iOS 11 allowed users to select between Smart and Classic Invert, but MacOS failed to give users a choice. MacOS v10.13.4 replaced Classic Invert with Smart Invert, leaving MacOS low vision users with no practical way to invert images or videos of text.
MacOS 10.14 Mojave and iOS 13 added Dark Mode. Visually similar to Smart Invert, Dark Mode differs from Smart Invert by requiring programs to honor the Dark Mode setting. Even sighted users complain that many programs continue to render dark on light in Dark Mode, including Apple's own Safari, Pages, and Script Editor applications.
MacOS 10.14.6 broke the Smart Invert feature by rendering text too dark. I'll take a shot in the dark (I just couldn't resist the pun) and assume this was caused by massive rewriting of old OpenGL code to use the new Metal API. I used Time Machine to back out to 10.14.5 until the issue was fixed in Catalina. Thanks for Time Machine, Santa!
Twenty months after MacOS 10.13.4 removed Classic Invert, Catalina restored this feature, allowing users to switch between Classic and Smart Invert, as available on iOS since iOS 11.
If Santa's elves care to take a look at these features, they can find Dark Mode under General settings (Display & Brightness on iOS). Classic and Smart Invert settings are under Accessibility.
This low-vision sleigh ride has been erratic and disorienting, but with the Classic Invert fix in Catalina, it looks like Rudolph is finally getting Santa back on course.
Update: Santa's elves still seem to have problems rolling low-vision features off their toy shop assembly line. In Big Sur, inverting colors displays a graphic that results in some application focus issues. Sigh.
On the Thirteenth Day of Christmas, Fix Current Products
My old iPhone SE worked great. The design was unparalleled. It only had one real problem. The volume was too low when I used the phone in handset mode, and there was no way to make it louder. Hoping Apple's current products would work better, I upgraded to an iPhone XR. That fixed my handset volume issue, but the XR has its own set of problems even though it's a current product running the latest iOS.
My mid-2012 MacBook runs Catalina, but it's a bit sluggish. I'm sure new hardware would run Catalina faster. But if my iPhone XR experience is any indicator, a new laptop would come with new issues.
Santa, if you can't bring me good support for old products, at least bring me good support for current products.
Update: Apple dropped support for my 2012 MacBook Pro with Big Sur, so I upgraded to a refurb 2018 Mac Mini. (Interestingly, current Linux, which is free, still runs on my 2012 MacBook Pro.)
And Everything Else
I went to thirteen days to prove a point. There are so many bugs and issues with Apple products that I could easily fill many more days of Christmas. Here are just a few things I didn't mention.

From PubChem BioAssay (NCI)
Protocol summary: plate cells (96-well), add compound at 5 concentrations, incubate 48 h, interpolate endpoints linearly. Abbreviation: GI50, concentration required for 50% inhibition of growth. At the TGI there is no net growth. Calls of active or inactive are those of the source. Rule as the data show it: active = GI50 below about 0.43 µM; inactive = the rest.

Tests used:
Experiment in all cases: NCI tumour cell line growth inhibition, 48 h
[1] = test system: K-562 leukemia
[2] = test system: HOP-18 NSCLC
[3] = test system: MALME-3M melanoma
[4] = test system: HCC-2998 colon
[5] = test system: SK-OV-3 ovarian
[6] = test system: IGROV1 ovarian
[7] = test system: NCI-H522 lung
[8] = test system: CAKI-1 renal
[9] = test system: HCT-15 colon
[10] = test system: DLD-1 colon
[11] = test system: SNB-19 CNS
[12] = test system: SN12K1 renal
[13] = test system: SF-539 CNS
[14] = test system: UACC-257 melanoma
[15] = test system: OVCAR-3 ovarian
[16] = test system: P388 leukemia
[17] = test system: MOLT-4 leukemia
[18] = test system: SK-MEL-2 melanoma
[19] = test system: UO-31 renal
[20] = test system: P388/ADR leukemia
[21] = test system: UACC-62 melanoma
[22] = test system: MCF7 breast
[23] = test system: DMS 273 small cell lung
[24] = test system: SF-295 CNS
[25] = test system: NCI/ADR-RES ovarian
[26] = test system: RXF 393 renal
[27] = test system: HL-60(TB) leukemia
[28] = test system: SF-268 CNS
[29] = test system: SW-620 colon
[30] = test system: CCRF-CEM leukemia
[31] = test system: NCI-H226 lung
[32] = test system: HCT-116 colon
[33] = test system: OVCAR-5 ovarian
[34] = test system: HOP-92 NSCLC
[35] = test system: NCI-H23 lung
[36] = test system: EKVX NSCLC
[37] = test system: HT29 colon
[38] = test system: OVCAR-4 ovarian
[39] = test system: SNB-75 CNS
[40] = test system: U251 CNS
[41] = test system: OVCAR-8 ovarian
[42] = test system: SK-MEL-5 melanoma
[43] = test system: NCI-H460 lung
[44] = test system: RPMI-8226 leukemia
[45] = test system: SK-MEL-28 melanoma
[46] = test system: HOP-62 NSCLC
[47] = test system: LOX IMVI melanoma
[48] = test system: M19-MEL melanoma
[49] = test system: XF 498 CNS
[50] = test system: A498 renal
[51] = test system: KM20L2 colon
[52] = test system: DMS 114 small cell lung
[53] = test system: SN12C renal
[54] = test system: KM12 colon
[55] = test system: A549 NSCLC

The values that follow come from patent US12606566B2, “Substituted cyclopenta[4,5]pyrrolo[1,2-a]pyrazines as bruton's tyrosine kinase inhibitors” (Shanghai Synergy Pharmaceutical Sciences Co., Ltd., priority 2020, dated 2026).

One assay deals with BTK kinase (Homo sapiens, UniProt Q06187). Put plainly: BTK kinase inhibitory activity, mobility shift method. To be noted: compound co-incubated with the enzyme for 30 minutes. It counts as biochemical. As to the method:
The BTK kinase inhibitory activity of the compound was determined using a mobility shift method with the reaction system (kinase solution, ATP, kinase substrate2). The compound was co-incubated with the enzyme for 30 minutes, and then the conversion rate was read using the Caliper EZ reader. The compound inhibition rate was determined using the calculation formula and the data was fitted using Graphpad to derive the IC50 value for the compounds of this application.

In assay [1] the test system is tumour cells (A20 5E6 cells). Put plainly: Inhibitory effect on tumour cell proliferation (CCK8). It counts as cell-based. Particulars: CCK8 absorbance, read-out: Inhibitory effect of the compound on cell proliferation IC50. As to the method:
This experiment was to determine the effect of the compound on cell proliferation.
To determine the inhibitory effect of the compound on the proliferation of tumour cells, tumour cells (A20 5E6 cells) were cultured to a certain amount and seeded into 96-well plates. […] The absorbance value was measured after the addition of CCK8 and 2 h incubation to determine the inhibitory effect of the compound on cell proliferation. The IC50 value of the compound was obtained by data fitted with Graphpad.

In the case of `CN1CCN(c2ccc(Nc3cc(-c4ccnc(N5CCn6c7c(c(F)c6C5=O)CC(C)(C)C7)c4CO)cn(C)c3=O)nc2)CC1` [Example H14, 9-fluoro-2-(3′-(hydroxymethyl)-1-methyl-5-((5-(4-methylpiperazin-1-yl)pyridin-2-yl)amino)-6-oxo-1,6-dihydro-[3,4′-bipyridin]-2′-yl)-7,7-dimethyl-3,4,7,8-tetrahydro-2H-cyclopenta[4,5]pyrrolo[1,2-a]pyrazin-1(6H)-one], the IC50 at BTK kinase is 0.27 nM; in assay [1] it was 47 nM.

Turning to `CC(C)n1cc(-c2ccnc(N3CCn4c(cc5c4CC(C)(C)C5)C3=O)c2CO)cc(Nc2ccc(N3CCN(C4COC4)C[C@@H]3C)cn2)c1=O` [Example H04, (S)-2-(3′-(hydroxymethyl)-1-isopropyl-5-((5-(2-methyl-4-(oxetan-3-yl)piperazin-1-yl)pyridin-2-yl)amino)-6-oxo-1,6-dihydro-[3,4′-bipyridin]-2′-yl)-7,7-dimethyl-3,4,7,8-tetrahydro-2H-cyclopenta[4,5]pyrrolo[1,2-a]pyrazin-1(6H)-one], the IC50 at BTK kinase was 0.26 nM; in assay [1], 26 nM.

- In MacOS Catalina, my 32-bit build of Audacity no longer works. Time to finally learn GarageBand.
- I've never heard of zsh, but apparently it's the new default shell in MacOS Terminal
- After a MacOS spell check, shouldn't the spell checker dialog close automatically? It always stays open, sometimes with the last corrected word highlighted as if it's still spelled wrong. (Update: Still an issue in Big Sur.)
- I haven't even opened Catalina's redesigned Music app or tried to sync my iPhone. I'm almost afraid to. (Update: Seems to work fine, but it still feels like someone rearranged my furniture.)
- Do we know any blind users who think the touch bar is a positive change?
- I'd love to get a Braille display for my iPhone, but it seems like every iOS release has Braille display issues.
If you're so inclined, please put your bug-fix Christmas wish in the comments below.
The Christmas I'd Like to See
Santa isn't going to grant all my Christmas wishes. Apple's releases will continue to have bugs. I expect better from the world's largest corporation, especially when I pay a premium price for their products.
Apple's reputation for breaking things with each new release actually made me look into other computing options. In spite of all the issues, I'll stick with Apple as long as it's the only accessible non-Windows option for Scrivener, and as long as I want to play my iTunes purchases.
So what to do about all these bugs?
It would be nice if we could choose to not upgrade, but we don't really have that option. Content on the App Store quickly fails to support older operating systems. I asked Santa to bring me Time Machine for the App Store, so I could continue to access App Store content built for my old operating system, but Santa just gave me a hearty "Ho, ho, ho!" and offered me a candy cane. Staying on the stable release of my choice is not an option.
I would be more than happy to report issues to Apple if I had any evidence that their releases were slowly coalescing into a state of stability and increased quality. But that's not the case. Every release comes with several new issues, plus many old unfixed issues. For those of you with the time and energy, please join others in a constructive effort to improve bug reporting. I've reported bugs to Apple for years. I can't do it anymore. It's too exhausting and frustrating.
This brings me to the Christmas I'd like to see. I'd like Apple to go to sleep Christmas Eve and, like Ebenezer Scrooge, have nightmares showing how their release quality has gone wrong. I wish Apple would wake up Christmas morning with a newfound love for product quality. I wish Apple would pass out bug fix releases like Scrooge passed out turkeys on Christmas Day. This Christmas, I'm after nothing less than a fundamental philosophical change within Apple. So I'll wish for that and maybe even write Santa a letter.
And for all of you in the AppleVis community, I wish you all a happy holiday season full of warmth, love, plenty of food, and good times with family and friends.